How would your business cope in an emergency? If you don’t know the answer to this, you’re putting your business at risk.

You can’t predict disasters, but you can do your best to minimize the damage when it happens. One way to reduce the impact a disaster might have on your business is a continuity plan.

  1. What is a business continuity plan?
  2. Benefits of a business continuity plan?
  3. The challenges of business continuity
  4. How to develop a business continuity plan
  5. Who is responsible for a business continuity plan?

What is a business continuity plan (BCP)?

A business continuity plan (BCP) is a strategy that will allow your business to keep moving in the face of adversity. The plan is created with the goal to keep your business running during an unplanned disruption. 

Business disruption can come in many forms, including:

  • A natural disaster
  • Cyberattacks
  • Other threats to computer systems such as malware
  • System outage/failure
  • Onsite fires or floods

With 40 – 60% of small businesses never reopening after a disaster, it’s vital to have a strategy in place to manage disruptions. 

Putting preventative measures in place can be the best solution. Measures like data backup checks on a cloud-based system to minimize data loss, or backup power generators to get your IT systems and other electricals up and running, can make the process easier.

This may also mean you have an alternative operations site ready to use in the event you can’t work from your main building. This should be organized in advance, so you know where and how you’ll continue running your business, even in a crisis. 

Such scenarios should be included in your business continuity plan, along with how you plan to enforce them. 

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Benefits of a business continuity plan

A business continuity plan comes with many benefits, and if you don’t have one then you’re putting your business at risk of being one of 40% that close forever.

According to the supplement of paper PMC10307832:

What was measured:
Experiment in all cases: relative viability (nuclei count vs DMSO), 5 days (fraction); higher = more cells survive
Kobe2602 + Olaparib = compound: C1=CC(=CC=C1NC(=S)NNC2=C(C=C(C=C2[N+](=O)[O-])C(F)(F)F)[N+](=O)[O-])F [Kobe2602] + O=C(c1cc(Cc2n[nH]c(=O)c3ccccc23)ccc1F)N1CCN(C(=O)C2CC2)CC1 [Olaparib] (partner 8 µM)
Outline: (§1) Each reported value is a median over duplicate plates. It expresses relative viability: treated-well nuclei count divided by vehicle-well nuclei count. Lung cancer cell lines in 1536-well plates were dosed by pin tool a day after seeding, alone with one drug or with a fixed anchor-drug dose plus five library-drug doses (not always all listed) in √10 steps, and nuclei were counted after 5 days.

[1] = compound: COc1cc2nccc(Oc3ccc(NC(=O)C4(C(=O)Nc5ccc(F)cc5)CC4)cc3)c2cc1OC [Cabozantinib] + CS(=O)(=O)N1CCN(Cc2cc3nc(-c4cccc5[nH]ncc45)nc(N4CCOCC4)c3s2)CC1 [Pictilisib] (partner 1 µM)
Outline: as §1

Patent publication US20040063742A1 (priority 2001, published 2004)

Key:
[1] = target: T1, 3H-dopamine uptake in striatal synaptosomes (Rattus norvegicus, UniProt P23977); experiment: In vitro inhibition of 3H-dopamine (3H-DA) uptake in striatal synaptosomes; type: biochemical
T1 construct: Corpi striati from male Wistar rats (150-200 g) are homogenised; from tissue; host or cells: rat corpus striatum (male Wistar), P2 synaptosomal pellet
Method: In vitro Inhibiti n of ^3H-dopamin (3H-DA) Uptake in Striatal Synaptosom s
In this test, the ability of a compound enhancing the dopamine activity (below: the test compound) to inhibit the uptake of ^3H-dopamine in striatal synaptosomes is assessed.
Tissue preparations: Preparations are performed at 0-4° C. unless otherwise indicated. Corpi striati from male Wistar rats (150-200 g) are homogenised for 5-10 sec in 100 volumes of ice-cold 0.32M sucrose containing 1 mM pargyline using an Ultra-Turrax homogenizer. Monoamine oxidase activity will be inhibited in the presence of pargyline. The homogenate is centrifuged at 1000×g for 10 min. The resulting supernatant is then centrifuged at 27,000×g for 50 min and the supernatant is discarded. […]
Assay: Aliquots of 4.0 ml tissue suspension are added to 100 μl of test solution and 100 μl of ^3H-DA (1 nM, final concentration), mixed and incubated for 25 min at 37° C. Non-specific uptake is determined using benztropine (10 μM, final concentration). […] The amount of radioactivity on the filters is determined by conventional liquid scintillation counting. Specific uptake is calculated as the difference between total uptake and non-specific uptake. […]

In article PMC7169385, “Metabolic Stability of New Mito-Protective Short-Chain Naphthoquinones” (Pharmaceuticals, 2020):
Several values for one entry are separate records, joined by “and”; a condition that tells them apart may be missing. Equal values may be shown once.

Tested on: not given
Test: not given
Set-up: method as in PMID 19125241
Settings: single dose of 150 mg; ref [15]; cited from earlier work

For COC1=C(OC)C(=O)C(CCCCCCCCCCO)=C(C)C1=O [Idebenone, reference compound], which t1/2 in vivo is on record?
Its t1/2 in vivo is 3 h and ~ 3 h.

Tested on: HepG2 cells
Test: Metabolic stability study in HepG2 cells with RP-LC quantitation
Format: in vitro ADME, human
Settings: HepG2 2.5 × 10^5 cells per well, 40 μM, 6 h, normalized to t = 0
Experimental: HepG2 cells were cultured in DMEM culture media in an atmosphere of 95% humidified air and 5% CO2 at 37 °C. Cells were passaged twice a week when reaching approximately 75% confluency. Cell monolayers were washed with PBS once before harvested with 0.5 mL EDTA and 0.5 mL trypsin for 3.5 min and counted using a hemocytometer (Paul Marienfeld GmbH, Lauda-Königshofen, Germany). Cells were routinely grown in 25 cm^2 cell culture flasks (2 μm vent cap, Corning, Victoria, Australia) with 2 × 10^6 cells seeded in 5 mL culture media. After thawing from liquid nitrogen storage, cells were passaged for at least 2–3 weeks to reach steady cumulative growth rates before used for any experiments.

Here are some of the main benefits of a business continuity plan:

Keeps your business operating during and after a major incident

Many businesses struggle to stay standing after a disaster without a plan in place. They may spend more of their time planning what to do about the disaster, extending their downtime. 90% of companies fail within a year unless they can resume operations within 5 days. This is much easier to accomplish when you’ve already calculated your next moves.

Builds customer confidence

If you’re transparent about your business processes, it instills confidence in customers. If they know you’ve got business continuity plans, they can feel reassured they’ll be taken care of, should something happen. It also shows that you’re committed to helping their business.

Has the ability to save lives

A business continuity program isn’t just about your business’s success. It’s also about employee wellbeing. When you plan fire drills and evacuation drills, you’re showing employees exactly how a disaster should be handled.

It ensures compliance with industry standards

A business continuity plan can provide proof for shareholders and key stakeholders that you’re running your business responsibly. 

Helps mitigate your financial risk

By putting certain procedures in place, you’re preventing some disasters e.g. a cyber attack, from occurring. The financial losses this could incur can be avoided with an effective business continuity plan. 

If you don’t have a business continuity plan, you should start by carrying out a business impact analysis. This will help you gain a deeper understanding of what your business could potentially lose, including key assets and critical IT technology. You can then identify the likelihood and potentially damaging impact if a disaster were to strike. 

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The challenges of business continuity

In a major disaster, you can lose everything. Business continuity during such difficult times can be tough, on both the business’s bottom line and your employees fighting to keep it afloat.

There are many challenges you can face during a disaster. Business continuity management aims to minimize all damage incurred by any emergency, but there are many challenges to overcome.

Fighting against data loss

Firstly, there’s a very real risk that you could lose important data. Many companies who rely on data will back it up every 12 to 24 hours. This means that, in a crisis, that might only lose 24 hours’ worth of data, at most. 

Take law firms, for example. They deal with time-pressured projects and can’t afford any delays or setbacks, for the sake of their clients. Because they handle such sensitive information, it’s vital that it’s not lost. They may choose to backup their systems off-site every 12 hours to ensure as much data as possible is recovered in the event of an emergency.